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"If you want a Big Brother, you get all that comes with it."---Eric Fromm

Unintended Consequences of Low BAC Standards and Excessive Penalties

A discussion of the unintended and negative consequences of the current catalog of anti-DWI laws is seldom found in the print or electronic media, nor has there been a concerted effort on the part of government or private organizations to research and quantify these effects. As a result, certain of the following remarks are anecdotal rather than being based on actual research results.

"Hit and run, leaving the scene"
Persons who might otherwise assume responsibility for an accident or render assistance to accident victims are intimidated by the possibility of being found guilty of "drunk driving," even if they had drunk very little and were not directly involved in causing the accident. Consequently, they do not stop or render assistance.

"Attempts to elude"
We have read of threefold increases in drivers attempting to outrun police. This increase corresponds with the ratcheting downward of legal BACs and the ratcheting upward of DWI penalties. It has been reported in more than one source that one in four high speed pursuits results in a serious accident, often involving innocent bystanders.

"Avoidance of needed medical treatment"
For fear of being reported to police or being charged at the scene of an accident for DWI, people are deliberately leaving an accident scene, injured, and not reporting for treatment until there is no likelihood that they could be charged with DWI. This runs counter to the well-proven practice that immediate injury treatment is the most effective and the most likely to prevent loss of life.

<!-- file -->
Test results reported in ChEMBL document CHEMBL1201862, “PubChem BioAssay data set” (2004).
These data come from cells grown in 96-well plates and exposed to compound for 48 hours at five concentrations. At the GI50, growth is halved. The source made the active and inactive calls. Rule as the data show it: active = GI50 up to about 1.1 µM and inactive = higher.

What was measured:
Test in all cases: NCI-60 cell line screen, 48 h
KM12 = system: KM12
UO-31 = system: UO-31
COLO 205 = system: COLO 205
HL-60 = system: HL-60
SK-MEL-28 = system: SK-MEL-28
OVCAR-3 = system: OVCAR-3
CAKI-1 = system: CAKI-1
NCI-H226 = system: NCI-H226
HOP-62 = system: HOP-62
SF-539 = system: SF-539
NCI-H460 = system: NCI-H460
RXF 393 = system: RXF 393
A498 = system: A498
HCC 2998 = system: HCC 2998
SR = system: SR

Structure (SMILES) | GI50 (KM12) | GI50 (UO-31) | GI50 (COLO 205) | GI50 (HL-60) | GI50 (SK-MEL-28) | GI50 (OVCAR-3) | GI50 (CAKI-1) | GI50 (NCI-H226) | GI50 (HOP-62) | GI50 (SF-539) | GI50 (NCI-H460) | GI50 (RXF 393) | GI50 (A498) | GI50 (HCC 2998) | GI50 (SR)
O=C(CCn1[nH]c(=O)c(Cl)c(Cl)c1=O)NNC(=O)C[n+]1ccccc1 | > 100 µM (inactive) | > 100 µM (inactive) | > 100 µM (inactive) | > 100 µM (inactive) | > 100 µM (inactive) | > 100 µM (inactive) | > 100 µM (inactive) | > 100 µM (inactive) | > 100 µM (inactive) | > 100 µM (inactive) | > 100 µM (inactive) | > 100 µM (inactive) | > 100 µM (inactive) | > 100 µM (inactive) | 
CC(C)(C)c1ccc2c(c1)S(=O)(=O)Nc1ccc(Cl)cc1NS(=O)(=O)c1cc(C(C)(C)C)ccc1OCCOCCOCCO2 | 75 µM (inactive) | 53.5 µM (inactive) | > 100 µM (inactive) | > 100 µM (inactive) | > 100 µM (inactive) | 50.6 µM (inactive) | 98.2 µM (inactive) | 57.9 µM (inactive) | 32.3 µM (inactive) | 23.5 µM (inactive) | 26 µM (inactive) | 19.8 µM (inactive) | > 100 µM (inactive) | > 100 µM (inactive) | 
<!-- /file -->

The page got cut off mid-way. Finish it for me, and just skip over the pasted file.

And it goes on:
"Economic losses"
The segment of the population most effected, and most intimidated by the current avalanche of DWI laws is not the alcoholic or hardcore drinking crowd. It is that group of people who might patronize eating and drinking establishments, community festivals, company picnics, and related hospitality businesses, and who conduct themselves in a responsible manner. The difference is, with .08% BACs and job threatening sanctions, they are now afraid to participate in this type of social activity with friends and relatives. The businesses and organizations that cater to and sponsor these activities suffer accordingly in lost income and lost support.

"Pedestrian and bicycle fatalities"
With the decrease in alcohol-related, motor vehicle accidents has come an increase in alcohol-related pedestrian and bicycle accidents. This is not to suggest that society is better off putting these people in automobiles. However, the net result of the current DWI policies is the partial exchange of one type of accident for another.

"Misallocation of public resources"
Intimidating, apprehending, adjudicating, and jailing persons who are not serious hardcore offenders takes valuable resources away from locating, stopping, and treating the persons who are most likely to cause a DWI-related accident. The system can only process and accommodate so many people. The choice is to focus on those who are causing the problem, or severely punish the general population that crosses an arbitrary BAC threshold.

"Inequitable personal consequences"
The "one size fits all" and "hang 'em from the highest tree" mentality that dominates current anti-DWI strategies does not fairly accommodate the diversity of circumstances involved with DWI convictions. A high risk, accident-prone, repeat offender may view a DWI conviction as one of life's little inconveniences and a chance to live off the county for 30 days. Conversely, a well-educated, successful employee and family man might lose his job, future employment opportunities, and reputation for a one-time technical violation of a BAC standard based on politics and platitudes.